Everyone knows that distracted driving is a serious hazard, but most people do not think they are guilty of it. This does not mean that they are not using their phones, eating, or changing the radio while driving – it simply means that they believe they can do several things at once. In fact, most people think they are good at multitasking when they are anything but.
This would be a minor issue that only affects those who cannot correctly allocate their time when trying to multitask, but for the car accidents this behavior causes. Keep reading to find out why scientists say it is clear: No one can multitask well. If you are involved in a car, pedestrian, motorcycle, or bike accident caused by someone else driving while distracted, contact The Law Offices of Larry H. Parker at 800-333-0000 for a free legal consultation.
Smartphones Are a Huge Distraction
The reason smartphones are more dangerous than other distractions is because they require a lot of attention. They involve visual distractions in which the driver’s eyes are not on the road. They involve manual distractions in which the driver is holding the phone with one hand or texting while driving. They also involve cognitive distractions in which the driver is focusing their brainpower on sending the message – not on what’s ahead of them on the road.
Distracted Driving is Largely Responsible for the Recent Rise in Car Accidents
According to a study from the United States National Highway Traffic Safety Administration, car accidents have risen an average of 7% per year since 2014. This is the largest increase in the last 50 years. Distracted driving is believed to be largely responsible for this, which is why the NSC and NHTSA have aggressive campaigns to curb distracted driving. That said, convincing people that they are not able to multitask may be the best way to proceed.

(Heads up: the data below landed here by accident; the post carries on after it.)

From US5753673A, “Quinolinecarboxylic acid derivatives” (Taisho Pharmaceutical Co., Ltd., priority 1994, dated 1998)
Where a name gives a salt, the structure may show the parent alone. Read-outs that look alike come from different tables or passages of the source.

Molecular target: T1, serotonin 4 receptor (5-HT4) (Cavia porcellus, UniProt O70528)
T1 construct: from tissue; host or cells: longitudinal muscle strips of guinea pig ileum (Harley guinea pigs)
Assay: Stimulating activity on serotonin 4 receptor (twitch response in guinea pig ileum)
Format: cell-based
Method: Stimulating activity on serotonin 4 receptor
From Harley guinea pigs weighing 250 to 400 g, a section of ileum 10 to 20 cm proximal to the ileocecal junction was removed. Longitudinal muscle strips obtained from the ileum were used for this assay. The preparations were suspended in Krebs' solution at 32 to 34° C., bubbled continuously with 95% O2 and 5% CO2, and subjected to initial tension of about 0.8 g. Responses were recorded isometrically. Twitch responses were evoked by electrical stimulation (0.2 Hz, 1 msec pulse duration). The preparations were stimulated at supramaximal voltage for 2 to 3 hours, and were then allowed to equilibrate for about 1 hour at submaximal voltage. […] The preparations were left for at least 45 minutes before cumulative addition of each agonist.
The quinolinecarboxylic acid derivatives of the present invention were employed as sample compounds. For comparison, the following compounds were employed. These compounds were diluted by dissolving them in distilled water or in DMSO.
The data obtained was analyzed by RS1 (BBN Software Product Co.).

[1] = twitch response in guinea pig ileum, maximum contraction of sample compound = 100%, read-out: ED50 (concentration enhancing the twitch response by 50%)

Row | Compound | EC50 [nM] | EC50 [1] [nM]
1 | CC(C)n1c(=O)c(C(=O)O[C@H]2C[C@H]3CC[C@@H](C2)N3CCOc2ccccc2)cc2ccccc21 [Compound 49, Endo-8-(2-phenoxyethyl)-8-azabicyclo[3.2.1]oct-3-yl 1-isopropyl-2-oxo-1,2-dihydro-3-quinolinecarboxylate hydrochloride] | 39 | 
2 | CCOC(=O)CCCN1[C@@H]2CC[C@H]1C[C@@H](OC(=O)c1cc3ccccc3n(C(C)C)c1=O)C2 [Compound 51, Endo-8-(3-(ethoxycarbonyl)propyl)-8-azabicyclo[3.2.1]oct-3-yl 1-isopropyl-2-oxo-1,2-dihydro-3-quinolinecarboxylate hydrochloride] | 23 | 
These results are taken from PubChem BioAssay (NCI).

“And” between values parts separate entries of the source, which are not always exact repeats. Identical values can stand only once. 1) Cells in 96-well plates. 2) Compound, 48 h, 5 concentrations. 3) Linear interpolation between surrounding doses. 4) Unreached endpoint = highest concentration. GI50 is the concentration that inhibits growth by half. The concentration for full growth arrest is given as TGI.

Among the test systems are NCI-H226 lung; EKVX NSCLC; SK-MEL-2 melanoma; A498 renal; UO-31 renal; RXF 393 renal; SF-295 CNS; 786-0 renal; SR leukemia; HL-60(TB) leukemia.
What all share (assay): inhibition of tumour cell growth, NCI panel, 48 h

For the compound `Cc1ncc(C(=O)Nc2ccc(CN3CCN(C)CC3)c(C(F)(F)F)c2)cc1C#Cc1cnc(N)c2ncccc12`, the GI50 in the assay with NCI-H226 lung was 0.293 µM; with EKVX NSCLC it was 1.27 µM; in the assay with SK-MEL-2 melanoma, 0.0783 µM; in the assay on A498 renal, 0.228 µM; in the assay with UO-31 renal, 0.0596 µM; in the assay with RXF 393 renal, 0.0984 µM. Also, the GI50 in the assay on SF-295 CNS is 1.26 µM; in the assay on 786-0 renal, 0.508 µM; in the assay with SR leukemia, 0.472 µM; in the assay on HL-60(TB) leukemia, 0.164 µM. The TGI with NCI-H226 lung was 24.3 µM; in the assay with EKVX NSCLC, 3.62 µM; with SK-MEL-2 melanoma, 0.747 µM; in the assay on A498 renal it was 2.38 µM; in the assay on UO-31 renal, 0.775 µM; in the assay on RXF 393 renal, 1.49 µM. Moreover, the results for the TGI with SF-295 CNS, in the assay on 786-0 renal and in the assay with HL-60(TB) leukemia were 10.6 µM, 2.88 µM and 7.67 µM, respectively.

Studies Show That People Are Not Good Multitaskers
The NHTSA completed a survey of more than 6,000 people and found that nearly half of them answered the phone while driving, and more than 55% said they would keep driving with a phone in their hand. Only about one in four said they would make calls behind the wheel, but of those who did, half of them believe that it had no effect on their ability to drive safely. In fact, 5% believed it made them better drivers.
Scientific studies have shown that when a person skips from one task to another, they are losing precious concentration from all tasks they are doing. This means that you may be able to change a diaper and watch TV at the same time, but neither the diaper nor the TV show is getting your full attention. When this happens with your phone and driving, it can have deadly consequences.